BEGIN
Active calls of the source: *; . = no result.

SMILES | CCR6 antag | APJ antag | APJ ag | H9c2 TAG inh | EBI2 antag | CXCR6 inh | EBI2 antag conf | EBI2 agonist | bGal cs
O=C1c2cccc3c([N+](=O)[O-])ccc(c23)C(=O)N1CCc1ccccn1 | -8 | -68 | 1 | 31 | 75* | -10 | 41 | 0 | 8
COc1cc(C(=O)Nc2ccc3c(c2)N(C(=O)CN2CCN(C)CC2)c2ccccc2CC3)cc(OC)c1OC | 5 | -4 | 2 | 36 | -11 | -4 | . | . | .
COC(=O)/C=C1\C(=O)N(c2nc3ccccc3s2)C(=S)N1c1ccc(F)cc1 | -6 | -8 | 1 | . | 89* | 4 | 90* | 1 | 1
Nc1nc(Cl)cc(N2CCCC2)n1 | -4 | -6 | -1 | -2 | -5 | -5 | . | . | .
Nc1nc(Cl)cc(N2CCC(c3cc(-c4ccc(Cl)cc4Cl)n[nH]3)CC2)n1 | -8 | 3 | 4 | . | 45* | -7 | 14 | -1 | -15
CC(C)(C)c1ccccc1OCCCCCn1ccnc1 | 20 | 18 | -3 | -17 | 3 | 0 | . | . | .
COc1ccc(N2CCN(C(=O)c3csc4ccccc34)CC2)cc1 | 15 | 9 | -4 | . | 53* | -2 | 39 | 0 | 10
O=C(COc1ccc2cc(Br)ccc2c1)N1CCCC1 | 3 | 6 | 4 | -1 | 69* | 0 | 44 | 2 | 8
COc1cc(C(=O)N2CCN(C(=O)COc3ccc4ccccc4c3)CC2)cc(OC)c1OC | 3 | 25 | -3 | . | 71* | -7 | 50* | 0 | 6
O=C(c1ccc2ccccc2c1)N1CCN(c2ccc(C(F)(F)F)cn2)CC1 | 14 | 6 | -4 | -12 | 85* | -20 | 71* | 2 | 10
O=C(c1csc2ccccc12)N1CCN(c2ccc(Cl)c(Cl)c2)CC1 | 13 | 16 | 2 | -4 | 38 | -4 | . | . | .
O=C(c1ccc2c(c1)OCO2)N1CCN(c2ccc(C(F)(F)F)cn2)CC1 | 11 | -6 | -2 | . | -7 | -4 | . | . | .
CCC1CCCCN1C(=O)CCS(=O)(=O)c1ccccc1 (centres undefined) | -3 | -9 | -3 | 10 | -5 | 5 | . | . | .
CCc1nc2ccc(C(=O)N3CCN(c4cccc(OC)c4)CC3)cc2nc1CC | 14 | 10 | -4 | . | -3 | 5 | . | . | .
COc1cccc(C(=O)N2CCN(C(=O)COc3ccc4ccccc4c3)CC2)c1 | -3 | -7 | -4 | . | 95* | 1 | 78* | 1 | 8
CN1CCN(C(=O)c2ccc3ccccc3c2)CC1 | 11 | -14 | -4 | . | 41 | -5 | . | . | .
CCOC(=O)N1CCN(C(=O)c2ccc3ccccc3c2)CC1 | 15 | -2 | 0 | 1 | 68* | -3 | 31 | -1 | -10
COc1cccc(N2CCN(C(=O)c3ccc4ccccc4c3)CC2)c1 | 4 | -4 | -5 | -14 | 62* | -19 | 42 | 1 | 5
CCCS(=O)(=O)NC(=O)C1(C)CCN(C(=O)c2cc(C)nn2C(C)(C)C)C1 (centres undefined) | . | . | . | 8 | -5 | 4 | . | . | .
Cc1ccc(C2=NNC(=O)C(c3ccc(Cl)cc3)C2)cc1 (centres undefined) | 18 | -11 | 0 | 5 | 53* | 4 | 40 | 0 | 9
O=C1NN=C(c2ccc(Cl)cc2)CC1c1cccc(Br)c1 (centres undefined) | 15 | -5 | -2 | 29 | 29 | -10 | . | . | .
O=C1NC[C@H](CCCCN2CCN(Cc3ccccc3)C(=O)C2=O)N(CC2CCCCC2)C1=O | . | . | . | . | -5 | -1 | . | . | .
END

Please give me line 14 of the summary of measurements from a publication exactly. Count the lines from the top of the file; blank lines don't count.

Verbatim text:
O=C(c1ccc2c(c1)OCO2)N1CCN(c2ccc(C(F)(F)F)cn2)CC1 | 11 | -6 | -2 | . | -7 | -4 | . | . | .